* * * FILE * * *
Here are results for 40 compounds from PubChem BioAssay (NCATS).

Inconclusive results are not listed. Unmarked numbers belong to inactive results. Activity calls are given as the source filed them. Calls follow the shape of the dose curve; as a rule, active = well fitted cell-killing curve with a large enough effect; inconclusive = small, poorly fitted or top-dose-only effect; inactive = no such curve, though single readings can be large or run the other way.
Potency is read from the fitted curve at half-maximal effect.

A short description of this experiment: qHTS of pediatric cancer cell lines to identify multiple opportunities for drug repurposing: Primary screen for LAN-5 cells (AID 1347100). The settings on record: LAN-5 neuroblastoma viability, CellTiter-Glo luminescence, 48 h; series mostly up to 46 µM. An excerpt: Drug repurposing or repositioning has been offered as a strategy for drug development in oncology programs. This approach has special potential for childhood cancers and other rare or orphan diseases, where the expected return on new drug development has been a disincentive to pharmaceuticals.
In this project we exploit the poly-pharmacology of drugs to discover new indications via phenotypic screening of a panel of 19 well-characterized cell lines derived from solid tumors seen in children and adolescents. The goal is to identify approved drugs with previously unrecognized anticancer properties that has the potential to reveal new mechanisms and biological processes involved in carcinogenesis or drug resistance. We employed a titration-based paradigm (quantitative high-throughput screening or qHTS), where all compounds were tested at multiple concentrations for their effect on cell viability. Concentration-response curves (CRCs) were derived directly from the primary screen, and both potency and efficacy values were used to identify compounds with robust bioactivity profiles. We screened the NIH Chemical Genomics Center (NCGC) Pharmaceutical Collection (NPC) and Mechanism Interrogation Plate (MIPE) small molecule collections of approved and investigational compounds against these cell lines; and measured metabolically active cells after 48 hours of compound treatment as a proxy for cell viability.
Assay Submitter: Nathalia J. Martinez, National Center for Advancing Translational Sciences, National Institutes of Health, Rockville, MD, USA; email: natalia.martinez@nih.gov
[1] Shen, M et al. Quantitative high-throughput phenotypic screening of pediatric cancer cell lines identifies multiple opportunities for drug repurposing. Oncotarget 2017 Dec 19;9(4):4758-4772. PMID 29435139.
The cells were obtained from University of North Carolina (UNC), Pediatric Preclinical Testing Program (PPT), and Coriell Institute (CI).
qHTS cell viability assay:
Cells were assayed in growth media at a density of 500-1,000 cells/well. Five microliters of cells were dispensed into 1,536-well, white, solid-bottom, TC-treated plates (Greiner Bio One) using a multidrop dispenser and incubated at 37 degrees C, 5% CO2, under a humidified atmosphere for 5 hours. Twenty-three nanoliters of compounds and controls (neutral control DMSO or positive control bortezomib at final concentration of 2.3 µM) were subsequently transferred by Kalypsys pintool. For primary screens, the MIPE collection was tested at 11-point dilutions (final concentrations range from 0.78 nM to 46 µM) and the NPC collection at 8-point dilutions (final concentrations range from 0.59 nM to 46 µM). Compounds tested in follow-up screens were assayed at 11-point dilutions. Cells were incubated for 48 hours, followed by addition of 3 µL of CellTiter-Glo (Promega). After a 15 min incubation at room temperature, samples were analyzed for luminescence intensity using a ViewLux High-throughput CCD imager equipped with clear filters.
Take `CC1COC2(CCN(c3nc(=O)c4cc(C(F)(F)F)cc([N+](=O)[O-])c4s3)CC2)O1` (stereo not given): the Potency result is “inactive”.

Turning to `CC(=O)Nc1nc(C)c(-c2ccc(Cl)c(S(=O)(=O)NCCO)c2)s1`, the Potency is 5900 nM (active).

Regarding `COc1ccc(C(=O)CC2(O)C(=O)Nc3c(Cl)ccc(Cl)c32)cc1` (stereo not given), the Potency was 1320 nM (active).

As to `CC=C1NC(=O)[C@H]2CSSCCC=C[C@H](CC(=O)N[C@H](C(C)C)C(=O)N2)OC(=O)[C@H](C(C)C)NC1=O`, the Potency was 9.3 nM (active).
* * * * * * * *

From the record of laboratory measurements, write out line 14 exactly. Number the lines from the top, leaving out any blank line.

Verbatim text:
As to `CC=C1NC(=O)[C@H]2CSSCCC=C[C@H](CC(=O)N[C@H](C(C)C)C(=O)N2)OC(=O)[C@H](C(C)C)NC1=O`, the Potency was 9.3 nM (active).